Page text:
What Are Kegel Exercises & How Do I Do Them?

Author: Kegel8  

If you're wondering how to Kegel correctly, you have come to the right place. Pelvic floor exercises should be an important part of both men and women's daily exercise routine. Pelvic exercises strengthen the core muscles that support your pelvic organs such as your bladder, bowel and uterus, and a strong and healthy pelvic floor means no leaks, less chance of prolapse and greater intimate sensation for both you and your partner.

50% of women can't perform a Kegel exercise

Pelvic floor exercises aren't a new thing – they were developed in 1948 by Dr Arnold Kegel (hence 'Kegel exercises') who realised the importance of strong pelvic muscles to help with prolapse, help with natural childbirth and prevent incontinence. Yet, 1 in 2 women don't know how to produce an effective pelvic floor muscle contraction.

What are Kegel Exercises?

Kegel exercises are the repetitive contraction and relaxation of the pelvic floor muscles, also known as the Kegel muscles. Regular pelvic floor exercises help to improve and maintain the strength of your pelvic floor, in the same way as you workout other parts of your body.

Kegel exercises may not be something you expect to include in your exercise routine, but they should be a focus for everyone. This act of squeezing and relaxing your pelvic floor is vital to keep your pelvic floor muscles strong and supportive. They are even more essential if you workout often, as high impact exercises such as running and lifting weights put an immense pressure on your pelvic floor - leading to the muscles weakening or overstretching if they are not cared for. But, do Kegels actually work? How do you know if you’re performing them correctly? For how long should you hold your pelvic floor muscle squeeze?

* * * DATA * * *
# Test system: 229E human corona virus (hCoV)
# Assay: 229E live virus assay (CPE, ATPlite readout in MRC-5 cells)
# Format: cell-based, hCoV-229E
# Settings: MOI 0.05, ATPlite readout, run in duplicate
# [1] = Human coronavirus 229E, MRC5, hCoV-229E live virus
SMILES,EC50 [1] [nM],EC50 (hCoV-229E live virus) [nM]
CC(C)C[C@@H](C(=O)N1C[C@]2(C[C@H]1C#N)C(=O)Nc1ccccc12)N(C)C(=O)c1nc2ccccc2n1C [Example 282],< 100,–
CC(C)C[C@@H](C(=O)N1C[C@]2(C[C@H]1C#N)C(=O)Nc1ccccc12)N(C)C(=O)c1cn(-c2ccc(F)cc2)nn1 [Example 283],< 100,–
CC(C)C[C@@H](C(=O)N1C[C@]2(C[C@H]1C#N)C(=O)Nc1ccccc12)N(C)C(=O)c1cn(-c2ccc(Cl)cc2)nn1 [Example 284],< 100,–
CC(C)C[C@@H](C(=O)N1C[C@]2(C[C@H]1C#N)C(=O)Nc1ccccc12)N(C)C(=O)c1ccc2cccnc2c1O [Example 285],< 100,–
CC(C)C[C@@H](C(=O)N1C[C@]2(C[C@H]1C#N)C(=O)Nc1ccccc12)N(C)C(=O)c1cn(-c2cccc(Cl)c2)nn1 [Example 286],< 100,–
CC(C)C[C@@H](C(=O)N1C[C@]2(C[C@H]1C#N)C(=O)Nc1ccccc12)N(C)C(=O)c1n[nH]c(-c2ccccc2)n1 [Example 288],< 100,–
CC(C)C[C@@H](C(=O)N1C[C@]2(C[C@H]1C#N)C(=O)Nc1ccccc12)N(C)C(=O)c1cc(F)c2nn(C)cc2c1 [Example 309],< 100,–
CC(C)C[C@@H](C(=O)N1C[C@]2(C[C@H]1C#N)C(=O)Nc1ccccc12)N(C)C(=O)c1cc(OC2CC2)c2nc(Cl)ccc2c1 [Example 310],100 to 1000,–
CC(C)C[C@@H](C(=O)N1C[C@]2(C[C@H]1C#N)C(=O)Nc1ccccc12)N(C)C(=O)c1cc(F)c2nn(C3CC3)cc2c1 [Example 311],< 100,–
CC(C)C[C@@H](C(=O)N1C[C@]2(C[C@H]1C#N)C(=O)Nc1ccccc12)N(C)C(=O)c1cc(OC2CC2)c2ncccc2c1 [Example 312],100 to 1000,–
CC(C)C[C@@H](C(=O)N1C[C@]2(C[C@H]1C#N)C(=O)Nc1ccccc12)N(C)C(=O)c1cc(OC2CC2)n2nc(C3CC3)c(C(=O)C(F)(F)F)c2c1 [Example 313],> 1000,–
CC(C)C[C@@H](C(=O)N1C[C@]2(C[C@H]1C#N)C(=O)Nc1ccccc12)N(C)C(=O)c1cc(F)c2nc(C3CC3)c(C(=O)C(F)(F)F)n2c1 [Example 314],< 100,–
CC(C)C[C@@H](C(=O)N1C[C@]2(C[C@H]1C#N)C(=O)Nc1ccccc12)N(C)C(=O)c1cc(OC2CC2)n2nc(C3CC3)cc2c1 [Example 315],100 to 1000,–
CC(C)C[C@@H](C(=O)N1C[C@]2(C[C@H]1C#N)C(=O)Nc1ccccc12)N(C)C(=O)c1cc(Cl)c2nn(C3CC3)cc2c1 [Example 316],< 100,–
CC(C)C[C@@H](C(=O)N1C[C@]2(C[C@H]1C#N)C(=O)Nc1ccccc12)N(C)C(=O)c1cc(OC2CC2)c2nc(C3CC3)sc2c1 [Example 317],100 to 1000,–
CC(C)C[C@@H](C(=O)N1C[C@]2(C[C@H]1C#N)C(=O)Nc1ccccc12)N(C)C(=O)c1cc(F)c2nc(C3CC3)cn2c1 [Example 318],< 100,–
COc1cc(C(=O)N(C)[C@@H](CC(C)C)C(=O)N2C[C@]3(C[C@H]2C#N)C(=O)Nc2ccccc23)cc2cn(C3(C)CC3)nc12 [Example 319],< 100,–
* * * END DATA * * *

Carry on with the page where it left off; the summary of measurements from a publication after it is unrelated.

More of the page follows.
To reap the benefits of Kegel exercises, you must first learn the correct technique.

How To Do Pelvic Floor Exercises For Women (A Step-by-Step Guide)

Kegel Exercise Diagram
  1. Slow Kegel Exercises - Sit, stand or lie with your knees slightly apart. Slowly tighten your pelvic floor muscles starting with your anus (as if you are trying not to pass wind – the biggest part of your pelvic floor muscle is located here), then tighten around your vagina, squeeze both areas and lift (or 'suck-up' your muscles) as hard as you can. Hold for the count of five, then relax, repeat 5 times.
  2. Fast Kegel Exercises - As before (Anus/Vagina/Squeeze/Lift) but quickly for two seconds, then relax for two seconds. Repeat five times
  3. Try to vary your Kegel exercising by alternating between 5 slow kegel pull-ups and 5 fast Kegels. Ideally for five minutes.